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It was in the midst of such adverse circumstance that the young Rev. William Miller a brilliant graduate of the University of Aberdeen and Edinburgh arrived in Madras on Dec 9th 1862 to be the sole European representative of the Free Church of Scotland in India. Already many had proposed the closure of the school. A question was raised whether it was worthwhile to continue the declining schoolwork. But, Rev. Miller would not let it die. Soon Miller started taking more interest in the educational work of the Central Institution, with the result that it began to make steady progress. The vast programme outlined by Anderson was to be channelised into ordered discipline of University studies and he gave the whole of his life, his talents and fortune towards the cause.

The culture of the west conveyed through the medium of English was to make its full impact on Indian life. A perspective and effective administrator began re-organizing the declining institution by a two-fold reform, which on one hand sought to establish a division of labour among the missionaries, with those involved in religious activities to be wholly devoted to that and those who had taken education as their calling to be fully committed to it and on the

other sought to raise the competence of teachers by insisting on specialization through obtaining a degree in teaching. The results were beginning to show, three out of six students who applied for the Matriculation Examination, Qualified from the school. In 1867, a class was opened to prepare students for the B.A. Examination. The school had become a college of the Madras University.

The missionary strength was reinforced with the arrival of Dr. Craslaw, Mr. Macmillian, Mr.Race and Mr. Stevenson. Further administrative reforms of the Rev. Miller improved functional efficiency. He reorganized the finances, appointed Headmasters for the lower and the upper schools and utilized the services of the professors of the college to supervise work in school. Mr.C. Dharmalinga Mudaliar and later Mr. Raghava Chettiar were headmasters of the lower school, while Dr.Craslaw, Mr.Ross, Mr.Cooper, Mr.Skinner and Mr. Pittendrigh were the successive superintendents of it. Mr. Mangapathy Naidu was appointed Headmaster of the upper school to function under the direct supervision of the Principal. The school grew in strength and reputation in such a way as never to lose them again.

Ten years later in 1877, the Church missionary society and the Wesleyan missionary society responded to Miller’s invitation to be partners in the running of the institution. As a result of this initiative, the Central Institution was renamed Madras Christian College from 1stJanuary 1877.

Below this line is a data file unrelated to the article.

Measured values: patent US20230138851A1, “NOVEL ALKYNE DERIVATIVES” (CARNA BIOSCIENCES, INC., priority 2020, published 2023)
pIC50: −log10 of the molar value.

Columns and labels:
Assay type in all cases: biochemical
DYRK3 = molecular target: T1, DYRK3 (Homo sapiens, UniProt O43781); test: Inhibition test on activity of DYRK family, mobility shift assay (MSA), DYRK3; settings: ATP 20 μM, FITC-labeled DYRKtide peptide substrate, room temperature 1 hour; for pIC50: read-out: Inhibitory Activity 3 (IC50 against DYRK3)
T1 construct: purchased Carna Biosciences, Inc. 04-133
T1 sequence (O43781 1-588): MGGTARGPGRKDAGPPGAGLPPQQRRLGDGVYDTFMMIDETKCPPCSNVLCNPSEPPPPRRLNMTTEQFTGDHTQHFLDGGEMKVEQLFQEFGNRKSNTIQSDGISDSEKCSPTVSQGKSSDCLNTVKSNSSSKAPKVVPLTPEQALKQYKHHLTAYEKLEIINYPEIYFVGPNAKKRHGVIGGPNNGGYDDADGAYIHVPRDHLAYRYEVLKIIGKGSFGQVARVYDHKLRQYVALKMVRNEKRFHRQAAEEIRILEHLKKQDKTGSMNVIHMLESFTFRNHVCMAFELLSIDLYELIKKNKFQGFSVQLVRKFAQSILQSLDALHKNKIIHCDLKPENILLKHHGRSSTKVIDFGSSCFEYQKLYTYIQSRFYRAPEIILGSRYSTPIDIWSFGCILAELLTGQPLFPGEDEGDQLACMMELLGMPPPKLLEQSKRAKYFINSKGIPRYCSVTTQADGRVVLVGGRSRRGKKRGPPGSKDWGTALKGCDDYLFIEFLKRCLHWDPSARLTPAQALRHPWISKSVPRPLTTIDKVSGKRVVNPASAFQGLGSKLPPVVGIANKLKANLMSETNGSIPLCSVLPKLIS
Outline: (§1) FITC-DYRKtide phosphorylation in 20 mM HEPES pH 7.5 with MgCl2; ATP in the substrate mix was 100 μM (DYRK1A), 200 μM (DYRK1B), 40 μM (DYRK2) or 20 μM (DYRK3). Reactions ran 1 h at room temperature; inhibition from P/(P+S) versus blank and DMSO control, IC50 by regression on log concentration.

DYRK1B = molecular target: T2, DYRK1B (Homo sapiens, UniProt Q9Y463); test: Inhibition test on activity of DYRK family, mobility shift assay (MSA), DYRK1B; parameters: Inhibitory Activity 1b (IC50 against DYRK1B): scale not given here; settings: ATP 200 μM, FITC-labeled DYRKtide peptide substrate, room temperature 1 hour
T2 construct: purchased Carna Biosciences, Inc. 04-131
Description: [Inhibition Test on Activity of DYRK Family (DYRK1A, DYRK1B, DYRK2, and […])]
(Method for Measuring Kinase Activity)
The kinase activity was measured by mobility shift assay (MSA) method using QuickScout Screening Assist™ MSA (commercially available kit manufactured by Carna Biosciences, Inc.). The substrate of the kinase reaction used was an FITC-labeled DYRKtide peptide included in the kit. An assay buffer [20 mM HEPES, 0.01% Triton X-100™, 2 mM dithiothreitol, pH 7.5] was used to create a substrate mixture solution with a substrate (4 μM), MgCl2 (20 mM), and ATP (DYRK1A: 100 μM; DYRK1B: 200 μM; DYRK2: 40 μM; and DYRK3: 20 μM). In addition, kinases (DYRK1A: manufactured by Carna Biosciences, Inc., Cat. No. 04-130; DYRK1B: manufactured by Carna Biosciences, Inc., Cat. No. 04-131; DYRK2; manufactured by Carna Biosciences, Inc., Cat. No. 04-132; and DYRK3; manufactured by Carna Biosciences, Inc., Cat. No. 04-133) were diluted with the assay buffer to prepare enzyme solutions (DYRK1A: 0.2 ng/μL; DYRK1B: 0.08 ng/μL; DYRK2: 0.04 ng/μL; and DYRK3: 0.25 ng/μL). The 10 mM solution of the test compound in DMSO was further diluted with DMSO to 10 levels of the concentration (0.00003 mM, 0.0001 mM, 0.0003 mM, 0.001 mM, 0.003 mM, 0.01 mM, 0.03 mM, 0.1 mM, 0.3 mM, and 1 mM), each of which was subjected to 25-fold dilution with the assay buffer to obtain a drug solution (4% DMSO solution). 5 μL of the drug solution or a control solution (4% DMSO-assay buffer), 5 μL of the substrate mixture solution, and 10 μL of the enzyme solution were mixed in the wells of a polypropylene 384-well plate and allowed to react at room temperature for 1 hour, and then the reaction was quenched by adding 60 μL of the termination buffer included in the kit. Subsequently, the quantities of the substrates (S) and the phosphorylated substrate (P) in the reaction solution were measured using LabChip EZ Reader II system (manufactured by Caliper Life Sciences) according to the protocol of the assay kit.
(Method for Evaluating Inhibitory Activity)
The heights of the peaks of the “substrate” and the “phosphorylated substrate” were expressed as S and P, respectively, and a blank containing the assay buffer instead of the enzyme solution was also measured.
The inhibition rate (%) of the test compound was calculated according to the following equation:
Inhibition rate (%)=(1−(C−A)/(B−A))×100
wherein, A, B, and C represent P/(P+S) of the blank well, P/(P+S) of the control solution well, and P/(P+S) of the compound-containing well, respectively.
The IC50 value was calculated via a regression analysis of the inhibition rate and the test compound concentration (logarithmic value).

Miller had the distinction of being the founder of the first students’ hostel in Madras in 1882. In 1895, one of the professors was appointed to act as superintendent and later headmaster of the school. Since 1900, in order to ease the burden on the principal, the high school was designated as the school department of MCC, and more powers were delegated to the superintendant. The college senate and council, however, continued to take all major decisions with regard to school affairs such as appointments, settlements, plans for development etc.,

Miller’s eyesight started failing gradually and his health deteriorated. He left Madras for good on 14th March 1907. In his last message, he advised the students to remain faithful to the values they have learnt. He passed away peacefully on 15thJuly 1923 in Edinburgh with his demise a great era in the history of Indian education came to an end.

It is also said that he had created a unique place for himself by creating a model Christian Institution in India and for his thoroughly selfless service for the youth. For long the college was called the Miller school. A statue of Miller was erected in front of the college at Parry’s corner in 1901, but was removed to the MCC School premises at Chetpet in 1985.

A little after the turn of the Century in 1911 to be exact there were 46 teachers and 888 pupils. There were considerable additions to furniture and equipment. The curriculum was updated and made more comprehensive. Sanskrit, Botany and commerce were introduced and the patterns of testing and evaluation were rationalized. A reference is made to pupils work being tested without the over burdening of examination in the school report of that year. Two libraries one for the pupils and another for the teachers, a museum and other components of the infrastructure became a permanent part of the school. The S.S.L.C pattern had become the general programme of the schools in the state.